The principal function of high-density lipoprotein (HDL) is to facilitate the reverse cholesterol transport (RCT) and inhibition of atheroma forma- tion. Epidemiological studies and interventional trials have suggested that HDL has cardioprotective properties.
However, increasing HDL concentra- tion may not necessarily increase RCT, especially if the increase in HDL levels is the result of inhibiting HDL cholesterol (HDL-C) flux. The results of recent phase III clinical trials utilizing a cholesterol ester transfer protein (CETP) inhibitor to increase HDL-C levels in hypoalphalipoproteinaemia have shown that this approach of elevating HDL-C levels is insufficient to combat atherosclerosis and reduce the risk of cardiovascular disease. Although there are several interventions that increase HDL-C by preventing its turnover in the circulation, a more desirable approach is to enhance de novo production of HDL in the liver and/or small intestine. To this end, our acquired knowledge of the apolipoprotein-I (apo A-I) gene promoter as well as the signalling pathways that modulate its expression, has fuelled the development of novel therapeutic strategies to increase HDL-C flux. Pro- mising pharmacological agents that selectively regulate transcription of the apo A-I gene, therapeutic strategies to de-repress apo A-I gene expression, and infusion of recombinant apo A-I or apo A-I mimetics are under devel- opment and may be clinically beneficial in the near future.
Fig. 1. Major pathways for development of high-density lipoprotein (HDL)-related therapies. (1) Increased synthesis of apolipoprotein A-I (apo A-I); (2) increased hepatic adenosine triphosphate-binding cassette protein A1 (ABCA1) synthesis; (3) preservation of HDL function (antioxidant properties, immunomodulatory functions, lipid acceptor properties); (4) increased ABCA1/G1 synthesis in HDL-target tissues (e.g. activated macrophage cells or ‘foam cells’); (5) prolongation of HDL half-life and increased recycling; and (6) hepatic cholesterol storage and bile acid metabolism. CETP = cholesterol ester transfer protein; LDL = low-density lipoprotein; SR-B1 = scavenger receptor B1.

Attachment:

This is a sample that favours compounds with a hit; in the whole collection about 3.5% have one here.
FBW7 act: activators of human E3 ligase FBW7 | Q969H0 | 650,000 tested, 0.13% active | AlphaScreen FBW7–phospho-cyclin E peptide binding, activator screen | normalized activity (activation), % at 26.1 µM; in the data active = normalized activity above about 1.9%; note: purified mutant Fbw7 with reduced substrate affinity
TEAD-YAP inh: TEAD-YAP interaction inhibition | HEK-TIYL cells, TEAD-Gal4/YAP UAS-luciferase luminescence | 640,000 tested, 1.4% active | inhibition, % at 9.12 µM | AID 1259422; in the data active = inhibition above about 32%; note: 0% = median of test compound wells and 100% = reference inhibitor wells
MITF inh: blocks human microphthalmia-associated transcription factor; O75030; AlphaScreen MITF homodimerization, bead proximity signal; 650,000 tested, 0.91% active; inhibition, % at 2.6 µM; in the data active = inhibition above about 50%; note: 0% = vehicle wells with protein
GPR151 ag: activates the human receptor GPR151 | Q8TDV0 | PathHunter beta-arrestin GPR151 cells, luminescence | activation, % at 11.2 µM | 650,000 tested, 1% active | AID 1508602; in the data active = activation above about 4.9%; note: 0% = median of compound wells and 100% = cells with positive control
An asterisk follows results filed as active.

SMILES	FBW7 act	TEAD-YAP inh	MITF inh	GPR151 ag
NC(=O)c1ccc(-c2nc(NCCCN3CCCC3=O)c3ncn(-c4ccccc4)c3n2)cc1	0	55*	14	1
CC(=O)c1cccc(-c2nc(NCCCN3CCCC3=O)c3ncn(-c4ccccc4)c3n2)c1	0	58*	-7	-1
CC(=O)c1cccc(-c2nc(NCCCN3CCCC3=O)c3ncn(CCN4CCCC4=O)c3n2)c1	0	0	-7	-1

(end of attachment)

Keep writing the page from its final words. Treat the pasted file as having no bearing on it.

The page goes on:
Table I. Targeting high-densitylipoprotein (HDL) by nuclear receptor agonists/antagonists
Fig. 2. Regions of the human apolipoprotein A-I (apo A-I) gene promoter that respond to various drug, metabolic, nutrient and growth signalling pathways. Sites A, B, C and D refer to regions of the apo A-I gene promoter that are protected from DNase I digestion in footprinting experiments. The conserved CCATT and TATA boxes bind the hepatocyte-enriched transcription factor CAT-box element binding protein-a and the basal transcriptional apparatus, respectively. Growth factors (GFs) and protein kinase A (PKA) and protein kinase C (PKC) modulate apo A-I promoter activity through the insulin-responsive core element (IRCE). Thyroid hormone (T3), retinoids, peroxisome proliferator- activated receptor-a and -g (PPARa/g) agonists, tumour necrosis factor-a (TNFa), vitamins C, D and E, and endocannabinoids (ECs) regulate apo A-I promoter activity through site A. Estradiol, glucocorticoids and bile acids signal require site B, and the orphan nuclear receptor liver receptor-homologue-1 (LRH-1) binds site C. Site D and the negative thyroid hormone responsive element (nTRE) are responsive to T3. However, whereas site D confers positive effects of T3 on apo A-I promoter activity, the nTRE inhibits apo A-I promoter activity in a T3-dependent manner.
Table II. Targeting high-density lipoprotein (HDL) by de-repressing apolipoprotein A-I (apo A-I) gene expression